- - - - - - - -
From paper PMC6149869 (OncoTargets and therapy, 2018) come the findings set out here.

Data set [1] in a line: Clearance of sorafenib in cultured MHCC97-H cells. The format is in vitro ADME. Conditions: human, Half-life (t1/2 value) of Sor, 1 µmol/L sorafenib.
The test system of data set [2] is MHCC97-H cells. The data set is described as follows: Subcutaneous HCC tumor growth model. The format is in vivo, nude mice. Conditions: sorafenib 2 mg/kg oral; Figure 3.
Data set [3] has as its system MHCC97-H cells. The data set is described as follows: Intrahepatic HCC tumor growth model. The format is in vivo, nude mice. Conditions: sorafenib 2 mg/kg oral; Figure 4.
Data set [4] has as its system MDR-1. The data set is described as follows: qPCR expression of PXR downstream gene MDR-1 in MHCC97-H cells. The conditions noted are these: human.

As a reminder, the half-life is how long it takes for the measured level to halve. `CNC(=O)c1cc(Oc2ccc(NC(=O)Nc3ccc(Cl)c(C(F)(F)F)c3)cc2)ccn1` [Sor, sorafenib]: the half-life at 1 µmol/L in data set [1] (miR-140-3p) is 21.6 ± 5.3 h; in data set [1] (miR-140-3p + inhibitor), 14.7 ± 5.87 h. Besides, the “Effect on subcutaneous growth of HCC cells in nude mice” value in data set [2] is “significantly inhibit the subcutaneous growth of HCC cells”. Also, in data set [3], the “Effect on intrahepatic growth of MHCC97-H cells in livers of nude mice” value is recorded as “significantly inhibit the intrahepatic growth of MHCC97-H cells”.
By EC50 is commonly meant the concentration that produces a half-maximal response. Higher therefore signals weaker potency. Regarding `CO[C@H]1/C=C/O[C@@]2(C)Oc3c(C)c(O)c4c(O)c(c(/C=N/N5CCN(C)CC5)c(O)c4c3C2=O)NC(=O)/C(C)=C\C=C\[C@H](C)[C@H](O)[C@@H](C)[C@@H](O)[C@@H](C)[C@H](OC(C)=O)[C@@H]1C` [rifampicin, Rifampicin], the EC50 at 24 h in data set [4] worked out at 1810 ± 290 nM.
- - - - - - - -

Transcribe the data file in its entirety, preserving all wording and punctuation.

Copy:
From paper PMC6149869 (OncoTargets and therapy, 2018) come the findings set out here.

Data set [1] in a line: Clearance of sorafenib in cultured MHCC97-H cells. The format is in vitro ADME. Conditions: human, Half-life (t1/2 value) of Sor, 1 µmol/L sorafenib.
The test system of data set [2] is MHCC97-H cells. The data set is described as follows: Subcutaneous HCC tumor growth model. The format is in vivo, nude mice. Conditions: sorafenib 2 mg/kg oral; Figure 3.
Data set [3] has as its system MHCC97-H cells. The data set is described as follows: Intrahepatic HCC tumor growth model. The format is in vivo, nude mice. Conditions: sorafenib 2 mg/kg oral; Figure 4.
Data set [4] has as its system MDR-1. The data set is described as follows: qPCR expression of PXR downstream gene MDR-1 in MHCC97-H cells. The conditions noted are these: human.

As a reminder, the half-life is how long it takes for the measured level to halve. `CNC(=O)c1cc(Oc2ccc(NC(=O)Nc3ccc(Cl)c(C(F)(F)F)c3)cc2)ccn1` [Sor, sorafenib]: the half-life at 1 µmol/L in data set [1] (miR-140-3p) is 21.6 ± 5.3 h; in data set [1] (miR-140-3p + inhibitor), 14.7 ± 5.87 h. Besides, the “Effect on subcutaneous growth of HCC cells in nude mice” value in data set [2] is “significantly inhibit the subcutaneous growth of HCC cells”. Also, in data set [3], the “Effect on intrahepatic growth of MHCC97-H cells in livers of nude mice” value is recorded as “significantly inhibit the intrahepatic growth of MHCC97-H cells”.
By EC50 is commonly meant the concentration that produces a half-maximal response. Higher therefore signals weaker potency. Regarding `CO[C@H]1/C=C/O[C@@]2(C)Oc3c(C)c(O)c4c(O)c(c(/C=N/N5CCN(C)CC5)c(O)c4c3C2=O)NC(=O)/C(C)=C\C=C\[C@H](C)[C@H](O)[C@@H](C)[C@@H](O)[C@@H](C)[C@H](OC(C)=O)[C@@H]1C` [rifampicin, Rifampicin], the EC50 at 24 h in data set [4] worked out at 1810 ± 290 nM.